For FOMOs, it’s a fairytale beginning for 2021. Bitcoin (BTC) is continuing to set new price records, breaking above $35,000 for the first time ever on January 5, then above $37,000 yesterday and today (as of writing).
After setting its past record of roughly $34,800 on Jan. 3, BTC posted a fast retracement down to $28,000 the following day.
However, the crash was short-lived, as BTC quickly recovered.
Bitcoin has now gained roughly 82% since breaking into new highs on Dec. 16, and is up 24% in 9 days.
By the way, Ethereum has also pushed back above $1,100, gaining 44% over the past week.
Throughout this price action, cryptocurrency traders starting cutting leveraged positions across the board, according to estimates calculated by cryptocurrency data provider CryptoQuant. Taking to Twitter, CEO Ki Young Ju said the change signaled traders were “uncertain” and “scared” about the market’s “next move.”
So, is this sustainable? Where is the reality in all of this?
A Bull run
“It’s rather simple I think,” said Matt Kaye, managing partner at Santa Monica-based Blockhead Capital, talking to CoinDesk about bitcoin’s price action. “There are more spot buyers than spot sellers going into a year that is likely going to transform US fiscal policy for the next decade.”
Coindesk says Bitcoin’s latest surge comes as a result of the Senate runoff election in Georgia where some are speculating that a Democrat-controlled Congress could exacerbate current inflation concerns shared by many bitcoin investors.
One of the biggest U.S. investment banks thinks the digital currency could have much further to run.
In a note published Monday, JPMorgan made a bold long-term price target for bitcoin, claiming the red-hot cryptocurrency could rally as high as $146,000 as it competes with gold as an “alternative” currency.
Bitcoin’s market cap currently stands at more than $600 billion. According to JPMorgan, it would have to climb by 4.6 times to match the $2.7 trillion of private sector gold investment.
The caveat is that for bitcoin’s market value to reach that level, its price volatility would need to drop substantially to give institutional investors the confidence required to make large bets.
“A convergence in volatilities between bitcoin and gold is unlikely to happen quickly and is in our mind a multi-year process. This implies that the above $146k theoretical bitcoin price target should be considered as a long-term target, and thus an unsustainable price target for this year.”
Crypto bulls have said that bitcoin’s recent rally is markedly different than a late 2017 bubble that saw it zoom close to $20,000 a coin, only to sink as low as $3,122 the next year. That’s because institutional investors are starting to buy in, and this is seen as a crucial confidence boost for the digital asset.
Many institutional investors are using investment vehicles like Grayscale’s Bitcoin Trust as a means of buying into bitcoin. According to JPMorgan, more than $3 billion has flowed into the Grayscale Bitcoin Trust since mid-October while gold ETFs have bled $7 billion.
A surprise that may blast Bitcoin into new orbits
Should a long speculated exchange-traded fund (ETF) for BTC get the nod, watch out! Bitcoin’s price could skyrocket.
ETF heavyweight VanEck filed a Form S-1 registration statement for a new bitcoin ETF called the “VanEck Bitcoin Trust” on Dec. 30, 2020.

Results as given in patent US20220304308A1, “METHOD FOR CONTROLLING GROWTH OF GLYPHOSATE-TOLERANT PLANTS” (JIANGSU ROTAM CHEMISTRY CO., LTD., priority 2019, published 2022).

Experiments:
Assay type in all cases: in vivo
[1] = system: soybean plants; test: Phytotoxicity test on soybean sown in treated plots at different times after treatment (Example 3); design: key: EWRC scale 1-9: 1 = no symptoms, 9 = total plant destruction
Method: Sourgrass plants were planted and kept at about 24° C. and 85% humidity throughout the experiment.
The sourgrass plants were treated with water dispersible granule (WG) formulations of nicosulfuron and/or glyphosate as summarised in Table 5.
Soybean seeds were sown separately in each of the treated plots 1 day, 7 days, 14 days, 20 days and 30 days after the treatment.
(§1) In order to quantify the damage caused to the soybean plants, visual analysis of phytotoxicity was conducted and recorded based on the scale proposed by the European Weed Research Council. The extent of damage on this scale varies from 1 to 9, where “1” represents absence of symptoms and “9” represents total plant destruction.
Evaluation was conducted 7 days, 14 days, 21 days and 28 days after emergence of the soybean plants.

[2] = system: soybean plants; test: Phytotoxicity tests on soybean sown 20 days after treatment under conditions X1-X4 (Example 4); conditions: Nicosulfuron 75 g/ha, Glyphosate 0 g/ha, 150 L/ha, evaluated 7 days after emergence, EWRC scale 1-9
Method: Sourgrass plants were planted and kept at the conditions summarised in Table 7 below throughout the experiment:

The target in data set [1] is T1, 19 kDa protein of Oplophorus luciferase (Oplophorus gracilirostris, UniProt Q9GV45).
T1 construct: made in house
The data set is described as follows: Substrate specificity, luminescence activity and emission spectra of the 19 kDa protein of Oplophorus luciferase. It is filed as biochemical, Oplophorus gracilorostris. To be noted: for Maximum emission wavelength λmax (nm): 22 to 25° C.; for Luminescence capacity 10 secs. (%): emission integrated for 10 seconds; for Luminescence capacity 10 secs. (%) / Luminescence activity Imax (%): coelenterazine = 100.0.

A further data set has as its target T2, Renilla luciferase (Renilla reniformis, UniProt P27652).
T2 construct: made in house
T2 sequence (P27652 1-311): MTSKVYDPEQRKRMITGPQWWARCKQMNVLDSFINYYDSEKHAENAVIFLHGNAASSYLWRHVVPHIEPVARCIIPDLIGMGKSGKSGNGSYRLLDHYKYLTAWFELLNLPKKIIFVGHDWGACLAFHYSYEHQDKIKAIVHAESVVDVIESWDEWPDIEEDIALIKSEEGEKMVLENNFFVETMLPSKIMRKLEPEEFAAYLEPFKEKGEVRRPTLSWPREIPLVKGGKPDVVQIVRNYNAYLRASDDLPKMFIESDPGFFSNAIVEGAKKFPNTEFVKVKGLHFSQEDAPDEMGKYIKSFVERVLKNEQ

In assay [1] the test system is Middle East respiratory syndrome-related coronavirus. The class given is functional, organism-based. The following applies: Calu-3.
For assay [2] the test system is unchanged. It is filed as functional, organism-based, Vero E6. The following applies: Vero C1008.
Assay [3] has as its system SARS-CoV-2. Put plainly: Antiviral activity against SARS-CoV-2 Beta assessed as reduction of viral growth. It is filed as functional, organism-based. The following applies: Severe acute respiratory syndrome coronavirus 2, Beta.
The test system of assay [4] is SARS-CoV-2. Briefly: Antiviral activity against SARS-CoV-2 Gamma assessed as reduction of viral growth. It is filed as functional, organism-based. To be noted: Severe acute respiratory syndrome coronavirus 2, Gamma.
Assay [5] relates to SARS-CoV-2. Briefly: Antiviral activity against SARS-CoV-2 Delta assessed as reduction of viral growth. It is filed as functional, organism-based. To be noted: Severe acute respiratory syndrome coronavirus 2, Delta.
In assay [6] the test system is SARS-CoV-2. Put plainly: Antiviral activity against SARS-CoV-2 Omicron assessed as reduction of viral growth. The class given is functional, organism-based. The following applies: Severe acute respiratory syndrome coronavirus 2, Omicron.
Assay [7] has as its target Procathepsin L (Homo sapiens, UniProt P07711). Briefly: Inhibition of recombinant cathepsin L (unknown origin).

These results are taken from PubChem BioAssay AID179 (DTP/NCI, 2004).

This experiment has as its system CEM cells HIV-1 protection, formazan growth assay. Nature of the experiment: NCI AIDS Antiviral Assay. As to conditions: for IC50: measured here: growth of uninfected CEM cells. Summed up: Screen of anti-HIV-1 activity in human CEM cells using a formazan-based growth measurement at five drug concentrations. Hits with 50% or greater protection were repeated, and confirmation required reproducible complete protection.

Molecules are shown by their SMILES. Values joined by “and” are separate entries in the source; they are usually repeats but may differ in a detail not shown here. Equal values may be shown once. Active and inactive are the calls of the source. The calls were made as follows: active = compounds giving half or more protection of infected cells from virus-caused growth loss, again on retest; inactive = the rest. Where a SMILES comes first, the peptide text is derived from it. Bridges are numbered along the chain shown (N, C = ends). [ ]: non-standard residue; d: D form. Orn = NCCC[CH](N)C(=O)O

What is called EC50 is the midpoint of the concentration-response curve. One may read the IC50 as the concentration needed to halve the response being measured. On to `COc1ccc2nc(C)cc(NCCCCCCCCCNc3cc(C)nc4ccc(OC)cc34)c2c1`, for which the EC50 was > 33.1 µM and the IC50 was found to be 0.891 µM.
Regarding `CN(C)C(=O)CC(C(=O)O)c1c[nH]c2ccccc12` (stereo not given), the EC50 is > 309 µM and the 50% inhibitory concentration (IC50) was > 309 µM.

Unlike VanEck’s last filing for a bitcoin futures ETF in 2017, the new one would hold physical bitcoin. That key distinction could create an even bigger imbalance between the demand for bitcoin and supply than the one that has recently sent prices surging, argues one Wall Street pro that covers the crypto space.
“With the price of bitcoin reaching new heights, one of the questions that has arisen is whether 2021 will be the year in which the U.S. Securities and Exchange Commission finally approves a bitcoin exchange-traded fund that would enable anyone to purchase the cryptocurrency as easily as they could buy a stock. An ETF that tracks the virtual currency could have a dramatic impact on both its growth as an asset class and the industry being built around it, in our view,” says BITG analyst Mark Palmer.
A wake-up call
Skeptics view bitcoin’s 2020/21 rally as reminiscent of the frothy 2017 market action. They see it as a speculative asset with no intrinsic value and a bubble that is likely to burst at some point.
“Bitcoin is an economics lesson masquerading as an asset,” writes Reuters.
“It’s a textbook case of speculative demand meeting scarce supply.”
Reuters said BTC is unlikely to replace gold or any fiat currency for that matter.
First, it’s extremely volatile: its value jumped around 14-fold in 2017 before falling by over 70% in 2018. Its use in goods purchases will probably remain limited, too: Why would anyone buy, say, a coffee with something that could massively increase in value within weeks?
Reuters also argues that ownership is highly concentrated.
The largest 2% of anonymous accounts tracked on its ledger control about 95% of supply, according to Flipside Crypto.
It’s a bubble about to burst and here’s why.
Ultra-low interest rates have pushed more investors into risky assets. Even traditional institutional players like BlackRock are paying attention, although only tentatively.
And retail investors can now trade bitcoin on apps from Robinhood, PayPal, and Square. When tight supply meets rising demand, prices can increase significantly, generating more demand. That’s the self-sustaining engine of all bubbles.
For bitcoin to become a legitimate asset, ownership would have to become less concentrated and its value less volatile. And it would have to avoid further regulation, yet be held by more governments.